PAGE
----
I made my list. I looked it over. And now I see real, *healthy* ways I can channel my childhood and my parents into my life to give me comfort. It doesn't have to be their favorite foods or going out to eat or smoking or drinking or gambling at the racetrack or being a religious zealot. I can bring the happy moments of my childhood into my life, into my child's life, in other, truer ways, just like planting that tree. And I am going to spend more time on doing that, and less trying to find it in restaurants.

7 comments:

Anonymous said...

lilac bushes/lilacs in general always remind me of my mother! She is alive and well but it really brings me back to my childhood and more innocent time.

-c.a.h.

16 blessings'mom said...

Lilacs! My mother's favorite! She passed away five years ago, and lilacs always remind me of her, and of childhood. I just want to say that I love your blog. "Food pushers"...I hate them! Sometimes my own kids push things, or put something yummy on my table and laugh, and I throw it at them! But it is not funny! It hard enough to avoid eating yummy things sometimes..okay, all the time, but when Evelyn puts a peanut butter egg on the arm of my chair...rrr!!!

I totally get it about recreating those warm feelings of growing up. We didn't go to restaurants, but back when candy bars were a dime a piece, my dad would send one of my brothers up to the store for a bunch of them...it was so much fun to pick one out. For us, payday was Good Food day. Gradually the good stuff would get eaten, and we would look forward to the next Payday to have yummy food in the house again...so many things to get un-entangled from!!!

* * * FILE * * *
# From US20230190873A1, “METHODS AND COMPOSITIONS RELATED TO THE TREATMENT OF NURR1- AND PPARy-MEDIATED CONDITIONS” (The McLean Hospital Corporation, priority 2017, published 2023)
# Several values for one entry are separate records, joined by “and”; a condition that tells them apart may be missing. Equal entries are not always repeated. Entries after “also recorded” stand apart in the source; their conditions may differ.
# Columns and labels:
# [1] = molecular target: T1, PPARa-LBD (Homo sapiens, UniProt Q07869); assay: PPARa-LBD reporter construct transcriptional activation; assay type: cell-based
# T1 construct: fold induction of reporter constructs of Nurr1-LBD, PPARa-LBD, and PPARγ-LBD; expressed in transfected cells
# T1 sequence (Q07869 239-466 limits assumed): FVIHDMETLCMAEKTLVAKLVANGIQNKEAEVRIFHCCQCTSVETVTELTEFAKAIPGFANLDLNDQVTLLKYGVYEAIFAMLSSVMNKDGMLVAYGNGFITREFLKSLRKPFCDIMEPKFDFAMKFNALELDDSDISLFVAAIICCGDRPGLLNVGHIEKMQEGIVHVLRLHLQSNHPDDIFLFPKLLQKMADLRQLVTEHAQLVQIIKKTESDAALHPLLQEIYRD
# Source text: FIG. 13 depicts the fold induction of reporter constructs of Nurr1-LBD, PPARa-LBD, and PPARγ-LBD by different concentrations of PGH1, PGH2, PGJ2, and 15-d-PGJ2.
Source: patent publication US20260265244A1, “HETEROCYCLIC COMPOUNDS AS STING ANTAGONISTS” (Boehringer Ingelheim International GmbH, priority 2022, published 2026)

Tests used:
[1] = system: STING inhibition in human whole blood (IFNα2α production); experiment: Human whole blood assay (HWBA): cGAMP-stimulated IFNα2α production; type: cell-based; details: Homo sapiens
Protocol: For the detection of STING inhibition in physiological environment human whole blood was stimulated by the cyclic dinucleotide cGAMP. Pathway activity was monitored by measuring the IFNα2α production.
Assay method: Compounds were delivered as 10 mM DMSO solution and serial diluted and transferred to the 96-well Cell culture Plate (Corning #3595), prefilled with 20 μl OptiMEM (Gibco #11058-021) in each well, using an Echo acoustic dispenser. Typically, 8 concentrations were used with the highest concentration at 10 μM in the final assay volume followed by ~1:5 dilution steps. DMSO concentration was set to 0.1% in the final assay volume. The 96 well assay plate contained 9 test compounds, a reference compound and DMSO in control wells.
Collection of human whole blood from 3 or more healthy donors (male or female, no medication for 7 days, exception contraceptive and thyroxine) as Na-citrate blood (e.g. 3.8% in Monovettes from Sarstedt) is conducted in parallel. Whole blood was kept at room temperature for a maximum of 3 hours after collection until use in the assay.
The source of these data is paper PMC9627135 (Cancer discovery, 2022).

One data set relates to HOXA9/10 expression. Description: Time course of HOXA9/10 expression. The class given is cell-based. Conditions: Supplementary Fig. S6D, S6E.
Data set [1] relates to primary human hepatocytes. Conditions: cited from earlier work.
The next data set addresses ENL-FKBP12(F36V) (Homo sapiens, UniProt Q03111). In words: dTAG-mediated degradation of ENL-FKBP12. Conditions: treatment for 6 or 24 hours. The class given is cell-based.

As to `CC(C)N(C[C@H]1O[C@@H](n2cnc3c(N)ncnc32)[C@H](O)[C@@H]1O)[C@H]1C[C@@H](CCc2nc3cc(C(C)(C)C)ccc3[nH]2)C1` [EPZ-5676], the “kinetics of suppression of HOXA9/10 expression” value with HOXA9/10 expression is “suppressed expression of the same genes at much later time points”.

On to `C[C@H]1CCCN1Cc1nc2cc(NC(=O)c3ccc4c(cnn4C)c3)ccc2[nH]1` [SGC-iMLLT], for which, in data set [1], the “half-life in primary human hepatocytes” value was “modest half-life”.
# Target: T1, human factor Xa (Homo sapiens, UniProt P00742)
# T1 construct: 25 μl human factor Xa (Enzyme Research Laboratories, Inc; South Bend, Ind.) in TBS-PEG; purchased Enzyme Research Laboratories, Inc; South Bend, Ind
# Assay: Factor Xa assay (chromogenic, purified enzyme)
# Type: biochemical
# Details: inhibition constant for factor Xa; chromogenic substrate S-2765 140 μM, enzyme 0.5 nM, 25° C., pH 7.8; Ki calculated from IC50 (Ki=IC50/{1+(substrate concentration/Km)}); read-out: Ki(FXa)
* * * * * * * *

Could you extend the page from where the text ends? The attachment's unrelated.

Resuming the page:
Thank you for sharing, and hang in there, dear. You can do this!!!

Della

Anonymous said...

That is sweet. You can plant some tulip bulbs in your yard too.

Miss_Understood said...

Beautifully written. One of the most difficult things I have learned since my surgery, is that I cannot consume a moment by mouth to hold on to it! Memories are absorbed in our hearts. It's a whole new world for us as we relearn....to walk again, unaided by the mass food.

Thanks for sharing with all of us!

Peace,
Miss Understood

Kathleen said...

Lyn, you make such a good point about restaurants. I have had the same thought: “I can make this or better at home. Why am I even here?” So now I only go out to eat for Indian, Thai or Ethiopian food – things that I cannot recreate well in my home. I still go out to eat 3 or 4 times a month, and I enjoy it immensely. I will never give it up – I don't think I want to! The advantages are: you don't have to cook, you don't have to clean, you can enjoy dishes you can't make at home, the variety is tempting and being waited on is very satisfying emotionally (especially if you are a person who spends a lot of time waiting on others – like you do, Lyn, I know you spend so much time looking after your family!). The disadvantages are: you don't know what they are doing in the kitchen, so you never truly know the calorie content, and – of course – spending the money. I am glad dieting and being thin has not cut the joy of going to restaurants from my life – a lot of people think they have to sacrifice this for health, but that is not the case. Great post!

Just me said...

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Anonymous said...

Just loved this post!
m/b